It is thought that at the very least 10% of the population have IBS (some estimates go as high as 20%) That means the IBS Network is seriously suggesting that 6.25 million people in the UK follow the same diet? That’s 6 times the number of people on Slimming World- where on earth are we going to get all the dietitians for that?
We’re not of course. And that’s the problem. Doctors, being fed up of not knowing what to say to IBS patients have too latched on to this. Fellow blogger Charlotte has chatted to me for a long time about her struggles with FODMAP. She was told to follow it but, without proper support, she found the whole process actually gave her more anxiety about food and made her feel worse. When asked what support she was given, she replied ‘I was given LOW FODMAP” on a post it note and the doctor told me to try it. ‘ A recipe for disaster waiting to happen.
Now before we go any further- I am aware that there are plenty of people who do find a low FODMAP diet beneficial for them and I don’t want this article to be completely unbalanced. In the interest of research, I chatted to Tania fromWhen Tania Talks who responded to my shoutout on twitter. She explained that she has been following the principles of the diet for years after finding out about it from The Allergy Free From Show. She explained she welcomes it becoming mainstream but does explain she felt confident in tackling the diet as both herself and her mother were well versed in understanding allergies and nutrition. There are some bloggers who share amazing low FODMAP recipes such as The Zebra Pit for example.
It is perhaps a mixed blessing then that there are more products emerging than ever before for those on a FODMAP diet. On the one hand, companies like Fodify foods and Bay’s kitchen have emerged. I haven’t tried their food personally but they appear to be run by sufferers who have found restricting FODMAP foods has made a great deal of difference to their life with IBS and want to help others.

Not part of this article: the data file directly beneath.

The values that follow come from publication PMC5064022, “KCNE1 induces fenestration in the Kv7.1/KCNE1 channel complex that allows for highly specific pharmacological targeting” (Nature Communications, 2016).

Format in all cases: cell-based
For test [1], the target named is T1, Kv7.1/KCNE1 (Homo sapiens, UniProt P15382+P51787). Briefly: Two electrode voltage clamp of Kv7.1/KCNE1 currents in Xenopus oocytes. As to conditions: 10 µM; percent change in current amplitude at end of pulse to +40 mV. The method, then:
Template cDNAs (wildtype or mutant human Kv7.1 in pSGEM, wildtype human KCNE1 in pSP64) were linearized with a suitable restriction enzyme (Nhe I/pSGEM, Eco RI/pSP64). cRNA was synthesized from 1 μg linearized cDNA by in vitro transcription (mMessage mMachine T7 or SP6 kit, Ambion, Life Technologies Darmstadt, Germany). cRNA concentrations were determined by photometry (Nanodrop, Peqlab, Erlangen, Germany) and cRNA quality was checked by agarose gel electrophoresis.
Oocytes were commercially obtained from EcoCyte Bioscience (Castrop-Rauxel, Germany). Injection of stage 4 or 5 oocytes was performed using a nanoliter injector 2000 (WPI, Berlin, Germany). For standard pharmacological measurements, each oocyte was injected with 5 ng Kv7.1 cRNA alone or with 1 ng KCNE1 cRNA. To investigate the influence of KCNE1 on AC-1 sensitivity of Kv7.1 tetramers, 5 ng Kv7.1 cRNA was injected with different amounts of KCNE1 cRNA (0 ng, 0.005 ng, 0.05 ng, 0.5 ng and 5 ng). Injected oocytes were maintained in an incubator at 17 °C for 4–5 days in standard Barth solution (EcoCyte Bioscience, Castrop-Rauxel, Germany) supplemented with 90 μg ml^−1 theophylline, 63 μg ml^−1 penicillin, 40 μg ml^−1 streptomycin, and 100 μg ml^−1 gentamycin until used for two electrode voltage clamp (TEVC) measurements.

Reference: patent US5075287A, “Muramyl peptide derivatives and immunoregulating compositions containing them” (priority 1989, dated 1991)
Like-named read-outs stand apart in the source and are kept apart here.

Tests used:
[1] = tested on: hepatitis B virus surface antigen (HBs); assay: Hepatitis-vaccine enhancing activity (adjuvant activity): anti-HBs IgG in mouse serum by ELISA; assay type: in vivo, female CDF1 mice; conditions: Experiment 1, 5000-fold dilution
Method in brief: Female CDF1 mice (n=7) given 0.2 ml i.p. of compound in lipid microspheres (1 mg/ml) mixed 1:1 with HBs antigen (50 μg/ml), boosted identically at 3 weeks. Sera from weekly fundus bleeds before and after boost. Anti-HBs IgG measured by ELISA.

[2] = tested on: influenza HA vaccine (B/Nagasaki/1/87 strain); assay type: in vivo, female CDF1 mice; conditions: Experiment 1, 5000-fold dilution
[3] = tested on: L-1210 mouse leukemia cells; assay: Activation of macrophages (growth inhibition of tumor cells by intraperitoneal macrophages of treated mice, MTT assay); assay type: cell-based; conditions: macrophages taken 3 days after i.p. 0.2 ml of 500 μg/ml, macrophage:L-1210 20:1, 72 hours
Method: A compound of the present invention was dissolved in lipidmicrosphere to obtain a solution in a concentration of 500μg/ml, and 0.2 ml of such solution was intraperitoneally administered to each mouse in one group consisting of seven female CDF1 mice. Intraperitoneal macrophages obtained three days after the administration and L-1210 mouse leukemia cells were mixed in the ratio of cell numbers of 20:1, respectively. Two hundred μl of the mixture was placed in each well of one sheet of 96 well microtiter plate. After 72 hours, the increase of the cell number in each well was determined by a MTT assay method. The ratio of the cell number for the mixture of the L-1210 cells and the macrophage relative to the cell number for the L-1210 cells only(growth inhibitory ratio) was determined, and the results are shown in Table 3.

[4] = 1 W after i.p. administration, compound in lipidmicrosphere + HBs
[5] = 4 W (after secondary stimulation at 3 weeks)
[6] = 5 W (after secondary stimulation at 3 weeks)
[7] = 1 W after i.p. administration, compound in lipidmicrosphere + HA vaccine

This is admirable and largely what started the surge of gluten-free products we now have on our shelves. It started off with good intentions but now I regularly have to explain to people who have bought me ‘gluten free ketchup’ or ‘dairy free potato crisps’ that they’re paying for a label. One can only hope that the FODMAP movement does not follow suit.
What concerns me most is not the number of people who will be on the FODMAP diet in the near future, but the number which will attempt it. Will we see those ‘having a bit less FODMAPS’ or ‘low FODMAPS days’ becoming the new meat free Monday? If you are reading this and you are struggling with IBS, I would always encourage you to go back to basics. Keep a food diary. See a specialist and as always: make sure other conditions are ruled out. Work on your stress. Add in plenty of gut health foods. Consider intolerance testing. All of these things will be a hell of less stressful than going straight to the low FODMAP diet. If you are reading this and you’ve tried it all- gluten free, dairy free, sugar free, preservative free, flavour free, and you’re still not getting anywhere then ask to see a NHS dietician who can guide you through the process.
Our guts are a complicated thing and vitally important to our overall health. It’s thought that everything from our bacteria to our enzyme levels is unique to us. There may be at least 6 million people with IBS in the UK but if two of them had a conversation, I could bet their experiences would be different. Some people have diarhea. Others constipation. Some have excessive bloating. Others wind. Some have low energy levels. Others have all sorts of deficiencies. If we acknowledge that IBS is far reaching and varies widely, it only makes sense to acknowledge that when it comes to diet, one size cannot and absolutely should not fit all.